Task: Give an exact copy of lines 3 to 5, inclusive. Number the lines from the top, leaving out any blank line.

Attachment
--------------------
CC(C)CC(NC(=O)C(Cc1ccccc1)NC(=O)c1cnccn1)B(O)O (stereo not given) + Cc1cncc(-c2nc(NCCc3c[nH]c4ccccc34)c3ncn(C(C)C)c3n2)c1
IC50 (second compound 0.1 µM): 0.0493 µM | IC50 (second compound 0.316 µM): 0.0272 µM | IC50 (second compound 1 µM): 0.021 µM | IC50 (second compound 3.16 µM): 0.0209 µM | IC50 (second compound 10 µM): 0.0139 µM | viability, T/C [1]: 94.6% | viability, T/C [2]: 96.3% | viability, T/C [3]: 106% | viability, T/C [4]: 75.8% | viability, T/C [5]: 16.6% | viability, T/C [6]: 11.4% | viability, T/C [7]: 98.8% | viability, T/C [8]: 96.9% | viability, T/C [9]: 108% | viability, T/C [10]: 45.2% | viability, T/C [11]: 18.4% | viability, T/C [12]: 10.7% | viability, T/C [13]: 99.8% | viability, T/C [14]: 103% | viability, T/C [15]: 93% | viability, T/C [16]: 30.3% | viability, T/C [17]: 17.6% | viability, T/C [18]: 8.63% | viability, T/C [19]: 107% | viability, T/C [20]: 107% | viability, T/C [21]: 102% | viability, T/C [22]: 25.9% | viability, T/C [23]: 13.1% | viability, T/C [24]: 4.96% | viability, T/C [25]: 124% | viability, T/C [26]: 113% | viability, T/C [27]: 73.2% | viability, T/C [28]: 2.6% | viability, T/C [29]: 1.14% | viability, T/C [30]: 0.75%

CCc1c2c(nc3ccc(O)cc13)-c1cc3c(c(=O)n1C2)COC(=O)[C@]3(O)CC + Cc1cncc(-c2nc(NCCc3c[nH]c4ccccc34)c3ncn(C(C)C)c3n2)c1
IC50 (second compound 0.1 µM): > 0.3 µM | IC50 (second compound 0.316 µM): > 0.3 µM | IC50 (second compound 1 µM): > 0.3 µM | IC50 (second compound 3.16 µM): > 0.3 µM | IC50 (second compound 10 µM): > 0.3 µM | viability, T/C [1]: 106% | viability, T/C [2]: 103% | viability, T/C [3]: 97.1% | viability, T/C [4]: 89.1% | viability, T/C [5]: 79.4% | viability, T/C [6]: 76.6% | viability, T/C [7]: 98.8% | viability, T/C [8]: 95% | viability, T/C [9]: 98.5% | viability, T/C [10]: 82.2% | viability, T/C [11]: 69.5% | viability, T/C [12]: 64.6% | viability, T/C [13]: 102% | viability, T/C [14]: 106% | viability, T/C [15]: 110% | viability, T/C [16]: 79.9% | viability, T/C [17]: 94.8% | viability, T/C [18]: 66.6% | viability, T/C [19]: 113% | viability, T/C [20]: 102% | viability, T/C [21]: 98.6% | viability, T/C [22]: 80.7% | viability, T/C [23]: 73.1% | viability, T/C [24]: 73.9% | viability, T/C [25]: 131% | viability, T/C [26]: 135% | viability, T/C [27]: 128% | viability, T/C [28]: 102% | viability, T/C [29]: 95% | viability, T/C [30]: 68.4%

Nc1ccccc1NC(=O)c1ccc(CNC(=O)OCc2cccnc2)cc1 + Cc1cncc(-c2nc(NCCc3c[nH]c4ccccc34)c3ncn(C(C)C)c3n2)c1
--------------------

CCc1c2c(nc3ccc(O)cc13)-c1cc3c(c(=O)n1C2)COC(=O)[C@]3(O)CC + Cc1cncc(-c2nc(NCCc3c[nH]c4ccccc34)c3ncn(C(C)C)c3n2)c1
IC50 (second compound 0.1 µM): > 0.3 µM | IC50 (second compound 0.316 µM): > 0.3 µM | IC50 (second compound 1 µM): > 0.3 µM | IC50 (second compound 3.16 µM): > 0.3 µM | IC50 (second compound 10 µM): > 0.3 µM | viability, T/C [1]: 106% | viability, T/C [2]: 103% | viability, T/C [3]: 97.1% | viability, T/C [4]: 89.1% | viability, T/C [5]: 79.4% | viability, T/C [6]: 76.6% | viability, T/C [7]: 98.8% | viability, T/C [8]: 95% | viability, T/C [9]: 98.5% | viability, T/C [10]: 82.2% | viability, T/C [11]: 69.5% | viability, T/C [12]: 64.6% | viability, T/C [13]: 102% | viability, T/C [14]: 106% | viability, T/C [15]: 110% | viability, T/C [16]: 79.9% | viability, T/C [17]: 94.8% | viability, T/C [18]: 66.6% | viability, T/C [19]: 113% | viability, T/C [20]: 102% | viability, T/C [21]: 98.6% | viability, T/C [22]: 80.7% | viability, T/C [23]: 73.1% | viability, T/C [24]: 73.9% | viability, T/C [25]: 131% | viability, T/C [26]: 135% | viability, T/C [27]: 128% | viability, T/C [28]: 102% | viability, T/C [29]: 95% | viability, T/C [30]: 68.4%

Nc1ccccc1NC(=O)c1ccc(CNC(=O)OCc2cccnc2)cc1 + Cc1cncc(-c2nc(NCCc3c[nH]c4ccccc34)c3ncn(C(C)C)c3n2)c1